Patch Pump Drug Delivery Sector Overview
The patch pump drug delivery segment is currently comprised of about a dozen players. The product strategies that are represented by these market segment participants range from simple mechanical, manually activated reservoir devices that adhere to the skin, to variations on existing external wearable drug pump products that are designed to be more user-friendly, ergonomic and in tune with active patient lifestyles.
Patch Pump Drug Delivery Product Segments
At the macro level, patch pumps – both commercially available and in development – can be grouped into electronic devices and mechanical devices. The electronic devices feature a microprocessor-based remote pump controller that can perform many of the functions incorporated into external insulin pump products.
The mechanical, wearable reservoir devices represent a rather unique product segment. While simple to use and inexpensive, these device offer only limited utility when compared to existing drug delivery devices such as insulin pens. Because of the low barriers to entry, we foresee growing competition for what might easily become a commodity product segment as the ability to differentiate a branded device from competitive products results in price competition for market share.
Mechanical patch pumps do not have microprocessors or other types of integrated circuits, delivery the drug via a mechanical force, and provide a constant, fixed basal insulin dosage. Electronic insulin patch pumps rely on a microprocessor for determining the rate of basal insulin administration, using algorithms and capturing user preferences for future use. Some models feature algorithms that support delivery of boluses in standard, dual-wave, and square-wave forms.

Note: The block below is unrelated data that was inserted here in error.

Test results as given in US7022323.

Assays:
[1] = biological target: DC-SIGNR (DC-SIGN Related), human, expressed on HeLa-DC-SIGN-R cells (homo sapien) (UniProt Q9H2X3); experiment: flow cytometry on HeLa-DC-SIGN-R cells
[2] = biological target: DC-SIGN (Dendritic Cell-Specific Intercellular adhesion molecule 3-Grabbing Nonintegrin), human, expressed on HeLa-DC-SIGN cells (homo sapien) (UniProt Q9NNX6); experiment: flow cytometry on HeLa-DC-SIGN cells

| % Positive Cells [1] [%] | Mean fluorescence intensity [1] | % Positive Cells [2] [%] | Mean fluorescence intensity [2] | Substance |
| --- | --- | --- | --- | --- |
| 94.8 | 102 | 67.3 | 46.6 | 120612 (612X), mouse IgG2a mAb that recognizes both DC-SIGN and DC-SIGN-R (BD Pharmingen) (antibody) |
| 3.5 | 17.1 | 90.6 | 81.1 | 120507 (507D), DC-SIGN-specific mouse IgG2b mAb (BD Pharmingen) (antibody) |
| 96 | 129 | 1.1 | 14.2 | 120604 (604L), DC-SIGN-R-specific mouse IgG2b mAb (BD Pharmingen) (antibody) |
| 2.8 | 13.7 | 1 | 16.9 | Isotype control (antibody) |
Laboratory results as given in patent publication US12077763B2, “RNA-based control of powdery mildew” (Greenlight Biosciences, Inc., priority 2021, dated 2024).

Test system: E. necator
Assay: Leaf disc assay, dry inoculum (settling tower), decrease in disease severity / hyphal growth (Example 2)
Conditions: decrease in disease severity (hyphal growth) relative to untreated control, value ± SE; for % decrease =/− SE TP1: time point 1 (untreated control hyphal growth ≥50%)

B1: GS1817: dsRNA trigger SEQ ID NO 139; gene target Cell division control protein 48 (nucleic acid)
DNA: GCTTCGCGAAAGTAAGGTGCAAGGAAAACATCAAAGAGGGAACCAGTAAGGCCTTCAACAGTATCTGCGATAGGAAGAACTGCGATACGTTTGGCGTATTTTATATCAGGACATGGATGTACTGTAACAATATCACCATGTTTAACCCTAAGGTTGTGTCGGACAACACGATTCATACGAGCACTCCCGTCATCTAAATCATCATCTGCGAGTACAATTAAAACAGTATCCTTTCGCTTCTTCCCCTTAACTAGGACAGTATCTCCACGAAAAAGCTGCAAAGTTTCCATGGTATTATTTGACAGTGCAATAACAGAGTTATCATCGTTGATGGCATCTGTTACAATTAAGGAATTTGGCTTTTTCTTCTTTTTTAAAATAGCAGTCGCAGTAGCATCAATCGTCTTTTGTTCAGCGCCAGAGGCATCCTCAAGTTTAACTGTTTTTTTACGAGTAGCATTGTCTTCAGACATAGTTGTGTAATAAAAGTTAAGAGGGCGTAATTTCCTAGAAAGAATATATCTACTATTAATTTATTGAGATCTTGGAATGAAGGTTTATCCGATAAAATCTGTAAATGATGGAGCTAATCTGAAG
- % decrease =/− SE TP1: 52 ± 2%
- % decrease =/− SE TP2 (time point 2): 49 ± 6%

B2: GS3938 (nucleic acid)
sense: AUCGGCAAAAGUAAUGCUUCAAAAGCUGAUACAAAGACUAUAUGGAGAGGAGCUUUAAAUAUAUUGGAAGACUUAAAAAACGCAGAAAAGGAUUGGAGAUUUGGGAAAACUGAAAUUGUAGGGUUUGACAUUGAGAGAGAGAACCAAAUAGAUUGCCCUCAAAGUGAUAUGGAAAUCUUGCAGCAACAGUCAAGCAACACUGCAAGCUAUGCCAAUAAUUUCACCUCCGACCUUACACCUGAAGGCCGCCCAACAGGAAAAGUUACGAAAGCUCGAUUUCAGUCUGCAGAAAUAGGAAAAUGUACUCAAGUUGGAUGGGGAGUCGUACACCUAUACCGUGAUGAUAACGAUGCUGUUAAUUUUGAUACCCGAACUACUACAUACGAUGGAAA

West Pharmaceutical Smart Dose Device
The Outlook for Patch Pump Drug Delivery
The patch pump product sector will be influenced by several macro trends that are affecting the therapeutic drug sector. In order to maintain the competitiveness of their proprietary drug candidates, large pharmaceutical companies seek delivery enhancements that will increase safety and efficacy, reduce side effects and make administration more convenient. Drug delivery companies can also apply their technologies to off-patent products to formulate their own proprietary products, which they often commercialize by seeking marketing collaborations with larger pharmaceutical companies that have greater capabilities and resources.
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